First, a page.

On this page, you can see J&J about in the middle. It has raised its dividends for 50 years consecutively, clear back to when I was in high school. You can see its yield as of the end of last month and lots of information on its most recent dividend increase. The yield shown is projected yield using the new dividend payout rate. The column labeled "Qtly Sch" is in code, but if you decode it you would get a shorthand look at J&J's typical schedule of dividend payments. There is no doubt that J&J has a managed dividend policy, what with its consistent dividend schedule and 50 years of dividend increases.
The final screenshot (above) from the Dividend Champions document shows a variety of DGRs for the company as well as the actual dividend payouts for the last 13 complete years through 2011. It's easy to see the clockwork regularity of J&J's annual increases. You may note that the DGRs fall as you shorten the time frame, meaning that the rate of growth of J&J's dividend has been slowing.
The slowing in J&J's annual dividend increases is clearly illustrated in Robert Alan Schwartz's dividend information site. In this screenshot, we see J&J's annual dividend, its annual increase, and its DGR to the end of 2011 calculated from the year in the left column. From both of the latter two columns, we note that J&J's rate of dividend increases has been slowing steadily for several years.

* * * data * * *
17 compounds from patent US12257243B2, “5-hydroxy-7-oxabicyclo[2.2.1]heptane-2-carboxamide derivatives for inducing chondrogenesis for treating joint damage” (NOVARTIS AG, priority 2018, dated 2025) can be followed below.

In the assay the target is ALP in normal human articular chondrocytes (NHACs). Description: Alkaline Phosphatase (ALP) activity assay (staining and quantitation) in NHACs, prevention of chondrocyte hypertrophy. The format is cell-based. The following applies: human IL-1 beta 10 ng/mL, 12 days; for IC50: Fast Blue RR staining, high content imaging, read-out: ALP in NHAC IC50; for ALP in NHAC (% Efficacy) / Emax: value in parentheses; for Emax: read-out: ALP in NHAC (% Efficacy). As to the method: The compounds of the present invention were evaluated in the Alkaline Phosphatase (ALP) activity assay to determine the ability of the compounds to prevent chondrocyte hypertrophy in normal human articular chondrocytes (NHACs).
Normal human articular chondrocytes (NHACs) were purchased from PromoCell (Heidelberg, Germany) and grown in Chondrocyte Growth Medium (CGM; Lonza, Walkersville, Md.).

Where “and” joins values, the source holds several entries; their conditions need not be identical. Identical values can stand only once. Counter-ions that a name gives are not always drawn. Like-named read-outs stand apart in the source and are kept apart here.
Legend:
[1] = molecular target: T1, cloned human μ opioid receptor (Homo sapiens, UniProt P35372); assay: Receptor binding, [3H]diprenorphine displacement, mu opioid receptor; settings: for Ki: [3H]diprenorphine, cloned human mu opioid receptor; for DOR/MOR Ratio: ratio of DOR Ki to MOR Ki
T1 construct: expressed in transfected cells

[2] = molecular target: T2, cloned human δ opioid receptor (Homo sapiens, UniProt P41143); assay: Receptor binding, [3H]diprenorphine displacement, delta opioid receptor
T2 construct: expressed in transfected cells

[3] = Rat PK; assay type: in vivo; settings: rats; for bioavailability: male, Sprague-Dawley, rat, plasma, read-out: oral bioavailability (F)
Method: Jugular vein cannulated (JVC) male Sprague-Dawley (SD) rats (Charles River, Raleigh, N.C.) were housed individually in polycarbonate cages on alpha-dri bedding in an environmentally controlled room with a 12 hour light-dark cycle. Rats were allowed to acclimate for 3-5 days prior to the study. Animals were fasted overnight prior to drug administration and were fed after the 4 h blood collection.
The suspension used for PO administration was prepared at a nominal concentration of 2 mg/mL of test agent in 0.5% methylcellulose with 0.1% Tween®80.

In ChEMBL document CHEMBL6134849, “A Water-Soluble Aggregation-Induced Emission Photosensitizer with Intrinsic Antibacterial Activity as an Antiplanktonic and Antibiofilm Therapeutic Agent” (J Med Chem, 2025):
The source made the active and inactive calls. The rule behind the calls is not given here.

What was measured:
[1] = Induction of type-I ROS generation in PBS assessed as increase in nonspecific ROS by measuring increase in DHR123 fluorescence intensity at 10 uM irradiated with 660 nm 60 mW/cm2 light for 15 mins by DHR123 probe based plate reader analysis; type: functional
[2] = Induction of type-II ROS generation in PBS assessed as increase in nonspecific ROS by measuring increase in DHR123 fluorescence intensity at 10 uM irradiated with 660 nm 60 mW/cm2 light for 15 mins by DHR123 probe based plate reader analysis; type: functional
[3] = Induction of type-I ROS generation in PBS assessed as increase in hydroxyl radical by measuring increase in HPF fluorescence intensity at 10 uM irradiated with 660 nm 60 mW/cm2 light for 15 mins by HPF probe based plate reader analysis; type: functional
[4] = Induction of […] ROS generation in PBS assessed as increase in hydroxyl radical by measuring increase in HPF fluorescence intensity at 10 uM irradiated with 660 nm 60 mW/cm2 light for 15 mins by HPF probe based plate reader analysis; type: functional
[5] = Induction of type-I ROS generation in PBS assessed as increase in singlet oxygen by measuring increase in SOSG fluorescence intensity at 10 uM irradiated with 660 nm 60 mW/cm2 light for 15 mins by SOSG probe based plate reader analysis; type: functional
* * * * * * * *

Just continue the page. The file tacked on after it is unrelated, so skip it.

I'd like to mention that the Morningstar pages I showed here are all available for free, but that Morningstar offers a premium version that includes more information including their own analysts' report on every stock that they cover and the fair value that they have calculated for the stock. Chuck Carnevale's FASTgraphs is a subscription service that has caught on with many SA readers. David Fish's Dividend Champions document is free, as is Robert Alan Schwartz's website. Every one of these resources contains far more information than I have shown here.